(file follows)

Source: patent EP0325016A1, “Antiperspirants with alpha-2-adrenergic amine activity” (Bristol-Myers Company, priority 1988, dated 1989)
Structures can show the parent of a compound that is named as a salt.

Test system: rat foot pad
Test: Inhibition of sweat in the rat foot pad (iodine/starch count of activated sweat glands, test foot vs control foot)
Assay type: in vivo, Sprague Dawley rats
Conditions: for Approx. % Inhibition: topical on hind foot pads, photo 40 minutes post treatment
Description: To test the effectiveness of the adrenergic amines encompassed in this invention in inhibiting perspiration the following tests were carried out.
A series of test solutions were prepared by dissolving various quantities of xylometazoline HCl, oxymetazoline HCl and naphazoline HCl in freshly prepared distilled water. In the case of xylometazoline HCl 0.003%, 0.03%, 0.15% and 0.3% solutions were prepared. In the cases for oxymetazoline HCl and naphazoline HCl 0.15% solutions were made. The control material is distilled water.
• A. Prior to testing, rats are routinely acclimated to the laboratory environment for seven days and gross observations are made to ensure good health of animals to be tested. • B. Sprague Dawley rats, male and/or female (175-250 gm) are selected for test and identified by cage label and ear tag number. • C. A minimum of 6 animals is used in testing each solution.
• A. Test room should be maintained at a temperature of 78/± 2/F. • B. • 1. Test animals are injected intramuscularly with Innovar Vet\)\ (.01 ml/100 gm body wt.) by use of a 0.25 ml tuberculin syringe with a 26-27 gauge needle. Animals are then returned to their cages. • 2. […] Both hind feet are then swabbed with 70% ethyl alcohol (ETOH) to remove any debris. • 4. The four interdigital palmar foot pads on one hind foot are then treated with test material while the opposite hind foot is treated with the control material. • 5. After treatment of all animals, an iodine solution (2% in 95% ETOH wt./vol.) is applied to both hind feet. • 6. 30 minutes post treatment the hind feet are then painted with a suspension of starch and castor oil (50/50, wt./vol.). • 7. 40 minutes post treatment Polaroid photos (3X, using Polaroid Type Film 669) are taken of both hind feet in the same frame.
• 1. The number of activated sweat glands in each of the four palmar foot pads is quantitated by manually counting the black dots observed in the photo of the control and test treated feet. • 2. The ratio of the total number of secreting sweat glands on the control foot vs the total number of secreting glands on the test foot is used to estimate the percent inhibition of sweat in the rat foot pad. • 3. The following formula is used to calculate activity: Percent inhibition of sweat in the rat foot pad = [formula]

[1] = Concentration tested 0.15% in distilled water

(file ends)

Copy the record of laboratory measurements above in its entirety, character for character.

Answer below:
Source: patent EP0325016A1, “Antiperspirants with alpha-2-adrenergic amine activity” (Bristol-Myers Company, priority 1988, dated 1989)
Structures can show the parent of a compound that is named as a salt.

Test system: rat foot pad
Test: Inhibition of sweat in the rat foot pad (iodine/starch count of activated sweat glands, test foot vs control foot)
Assay type: in vivo, Sprague Dawley rats
Conditions: for Approx. % Inhibition: topical on hind foot pads, photo 40 minutes post treatment
Description: To test the effectiveness of the adrenergic amines encompassed in this invention in inhibiting perspiration the following tests were carried out.
A series of test solutions were prepared by dissolving various quantities of xylometazoline HCl, oxymetazoline HCl and naphazoline HCl in freshly prepared distilled water. In the case of xylometazoline HCl 0.003%, 0.03%, 0.15% and 0.3% solutions were prepared. In the cases for oxymetazoline HCl and naphazoline HCl 0.15% solutions were made. The control material is distilled water.
• A. Prior to testing, rats are routinely acclimated to the laboratory environment for seven days and gross observations are made to ensure good health of animals to be tested. • B. Sprague Dawley rats, male and/or female (175-250 gm) are selected for test and identified by cage label and ear tag number. • C. A minimum of 6 animals is used in testing each solution.
• A. Test room should be maintained at a temperature of 78/± 2/F. • B. • 1. Test animals are injected intramuscularly with Innovar Vet\)\ (.01 ml/100 gm body wt.) by use of a 0.25 ml tuberculin syringe with a 26-27 gauge needle. Animals are then returned to their cages. • 2. […] Both hind feet are then swabbed with 70% ethyl alcohol (ETOH) to remove any debris. • 4. The four interdigital palmar foot pads on one hind foot are then treated with test material while the opposite hind foot is treated with the control material. • 5. After treatment of all animals, an iodine solution (2% in 95% ETOH wt./vol.) is applied to both hind feet. • 6. 30 minutes post treatment the hind feet are then painted with a suspension of starch and castor oil (50/50, wt./vol.). • 7. 40 minutes post treatment Polaroid photos (3X, using Polaroid Type Film 669) are taken of both hind feet in the same frame.
• 1. The number of activated sweat glands in each of the four palmar foot pads is quantitated by manually counting the black dots observed in the photo of the control and test treated feet. • 2. The ratio of the total number of secreting sweat glands on the control foot vs the total number of secreting glands on the test foot is used to estimate the percent inhibition of sweat in the rat foot pad. • 3. The following formula is used to calculate activity: Percent inhibition of sweat in the rat foot pad = [formula]

[1] = Concentration tested 0.15% in distilled water